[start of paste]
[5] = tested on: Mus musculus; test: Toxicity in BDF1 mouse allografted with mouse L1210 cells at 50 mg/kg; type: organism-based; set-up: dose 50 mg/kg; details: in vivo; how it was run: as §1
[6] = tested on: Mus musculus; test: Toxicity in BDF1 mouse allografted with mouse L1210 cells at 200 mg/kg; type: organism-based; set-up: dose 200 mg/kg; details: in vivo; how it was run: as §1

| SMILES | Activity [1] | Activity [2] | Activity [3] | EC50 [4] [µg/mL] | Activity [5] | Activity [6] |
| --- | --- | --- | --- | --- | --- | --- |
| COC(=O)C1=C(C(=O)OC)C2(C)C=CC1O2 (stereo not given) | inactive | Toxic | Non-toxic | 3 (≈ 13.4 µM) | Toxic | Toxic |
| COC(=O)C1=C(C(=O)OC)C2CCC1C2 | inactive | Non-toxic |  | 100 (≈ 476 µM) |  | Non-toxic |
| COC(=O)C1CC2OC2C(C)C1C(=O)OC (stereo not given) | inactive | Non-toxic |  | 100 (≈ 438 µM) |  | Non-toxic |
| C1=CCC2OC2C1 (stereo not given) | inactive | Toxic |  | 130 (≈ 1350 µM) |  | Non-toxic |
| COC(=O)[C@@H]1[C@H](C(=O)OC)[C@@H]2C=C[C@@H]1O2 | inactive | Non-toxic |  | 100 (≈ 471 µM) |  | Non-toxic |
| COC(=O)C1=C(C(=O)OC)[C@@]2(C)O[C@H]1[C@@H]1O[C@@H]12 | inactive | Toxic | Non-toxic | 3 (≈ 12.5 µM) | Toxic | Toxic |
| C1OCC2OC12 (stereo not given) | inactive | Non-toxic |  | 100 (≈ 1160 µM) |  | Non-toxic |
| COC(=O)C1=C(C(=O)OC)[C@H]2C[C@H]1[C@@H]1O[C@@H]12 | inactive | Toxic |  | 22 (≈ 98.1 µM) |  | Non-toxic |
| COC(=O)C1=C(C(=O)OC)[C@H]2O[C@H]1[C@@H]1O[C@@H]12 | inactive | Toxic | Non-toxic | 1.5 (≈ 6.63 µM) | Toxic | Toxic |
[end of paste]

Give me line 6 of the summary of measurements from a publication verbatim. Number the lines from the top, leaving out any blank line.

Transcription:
| COC(=O)C1=C(C(=O)OC)C2CCC1C2 | inactive | Non-toxic |  | 100 (≈ 476 µM) |  | Non-toxic |